In sonnet 141, Shakespeare reinforces the idea that love is something foolish to him but also gloomily acknowledges its immense power over people and how it has influenced him in particular. The poet deeply evaluates the effect of love on each of his senses through imagery, symbolically describing exactly how sight, hearing, touch, taste, and smell react to Shakespeare’s negative perception of love. Shakespeare interprets the relationship between love and his senses as a battle between logical reasoning and foolish attraction as no matter what his senses tell him, Shakespeare’s heart still aches for the love of this woman he desires. The poet states that all of these five senses warn him against a relationship with this revolting girl, but despite this perceived danger, his “heart that loves what they despise” (Shakespeare 3) compels him to the foolish errors of love. Furthermore, Shakespeare personifies his heart and other feelings as people to show the dramatic tension caused by love. He assumes that his heart cannot be dissuaded and emphasizes it as “foolish” (Shakespeare 10) and “pleased to dote” (Shakespeare 4) to show his dissatisfaction with his obsession of experiencing love. His inner senses and emotions are personified when he describes a “desire to be invited” (Shakespeare 7) and to not be “delighted” (Shakespeare 5), showing that under reasonable thought, Shakespeare actually despises love and therefore love has a negative control over his life. Throughout this passage, Shakespeare details the conflicted connection between his senses and the love he irresistibly feels, with the overall message that love is foolish and its influence is highly damaging.

Unlike the previous statements on Shakespeare’s symbolism that expresses his feelings towards love, in sonnet 127 and sonnet 20, Shakespeare tackles the topic more directly by writing about just one lover. In both of these selected poems, Shakespeare narrows his broad and abstract reflections on love to instead bring his focus towards a single object of affection. He provides a new perspective on this heartfelt topic, as Shakespeare rarely cites such specific examples and previously presented more scattered portrayals of love. Shakespeare’s unique play on the relationships of his love life makes this sonnet stand out among all of them, particularly as he exclusively specific to a single incident and even writes about the subject of the odd homosexual relations that he would occasionally feel. When Shakespeare writes about love in this fashion, the poems become even more personal as he focuses more on one subject and is relaying the feelings of his love and relationship with a single person rather than the entire concept of love with its many different experiences.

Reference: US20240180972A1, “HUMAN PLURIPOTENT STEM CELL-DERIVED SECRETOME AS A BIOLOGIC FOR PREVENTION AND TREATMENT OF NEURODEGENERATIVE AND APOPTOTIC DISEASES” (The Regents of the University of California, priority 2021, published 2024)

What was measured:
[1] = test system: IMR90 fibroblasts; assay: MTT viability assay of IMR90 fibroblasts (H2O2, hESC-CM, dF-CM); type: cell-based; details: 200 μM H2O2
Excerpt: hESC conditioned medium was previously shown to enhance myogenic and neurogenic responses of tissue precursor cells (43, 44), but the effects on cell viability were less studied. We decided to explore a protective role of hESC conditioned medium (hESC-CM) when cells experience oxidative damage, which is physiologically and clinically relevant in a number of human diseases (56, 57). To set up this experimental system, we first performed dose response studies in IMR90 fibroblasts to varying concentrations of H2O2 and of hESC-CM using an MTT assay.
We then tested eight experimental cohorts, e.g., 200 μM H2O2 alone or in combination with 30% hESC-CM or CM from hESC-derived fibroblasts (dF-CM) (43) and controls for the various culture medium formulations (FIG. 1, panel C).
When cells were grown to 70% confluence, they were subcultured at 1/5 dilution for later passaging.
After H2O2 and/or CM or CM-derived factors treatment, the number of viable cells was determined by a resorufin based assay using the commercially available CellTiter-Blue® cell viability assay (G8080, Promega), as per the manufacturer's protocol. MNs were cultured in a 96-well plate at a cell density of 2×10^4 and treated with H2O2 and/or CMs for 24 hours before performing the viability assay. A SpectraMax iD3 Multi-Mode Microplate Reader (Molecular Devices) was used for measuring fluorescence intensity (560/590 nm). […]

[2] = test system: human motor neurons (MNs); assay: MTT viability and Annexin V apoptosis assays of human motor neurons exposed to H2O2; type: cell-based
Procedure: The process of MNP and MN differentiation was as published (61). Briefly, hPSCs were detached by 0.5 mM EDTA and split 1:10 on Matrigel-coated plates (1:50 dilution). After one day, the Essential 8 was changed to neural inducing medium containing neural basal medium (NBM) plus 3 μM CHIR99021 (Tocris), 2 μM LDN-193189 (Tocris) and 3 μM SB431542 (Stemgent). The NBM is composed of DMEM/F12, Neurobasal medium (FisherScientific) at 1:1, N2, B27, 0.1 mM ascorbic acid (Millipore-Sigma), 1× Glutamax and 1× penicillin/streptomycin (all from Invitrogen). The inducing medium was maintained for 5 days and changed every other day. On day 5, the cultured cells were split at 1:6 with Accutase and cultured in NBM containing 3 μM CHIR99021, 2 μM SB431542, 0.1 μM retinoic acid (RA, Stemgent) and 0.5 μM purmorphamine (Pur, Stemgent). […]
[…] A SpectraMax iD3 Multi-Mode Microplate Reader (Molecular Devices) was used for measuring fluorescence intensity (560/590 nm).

Shakespeare would move on past general statements about love and instead focus on one girl in his life in sonnet 127 as a prime example, as the poet portrays a specific woman in a very flattering manner compared to other “fake” women. Shakespeare utilizes accentuated alliteration to strengthen his personification of art whilst referring to this lover as: “Fairing the foul with art’s false borrowed face” (Shakespeare 6). Shakespeare personifies art by giving it the human quality of a face to emphasize the shameful way love has become artificial because of fake beauty. As for alliteration, the repetition of “f” carries Shakespeare’s harsh tone that reflects his disdain towards this false appearance. To highlight his admiration for this woman and draw attention to her attractiveness, Shakespeare uses imagery to vividly describe how her “eyes are raven black, Her eyes so suited” (Shakespeare 9-10). The reference to the black color of this lady’s eyes is a sample of chromatic imagery that shows the woman’s dark atmosphere, which seduces Shakespeare. His use of the term “suited” (Shakespeare 10), implies how he feels they belong together, reinforcing his romantic notions of a wonderful relationship and how he is focusing his love on this specific female subject. In this sonnet, Shakespeare’s focus to one particularly attractive girl references how she is artificially changing her beauty to show how much he adores her natural state, and underscores this portrayal of love.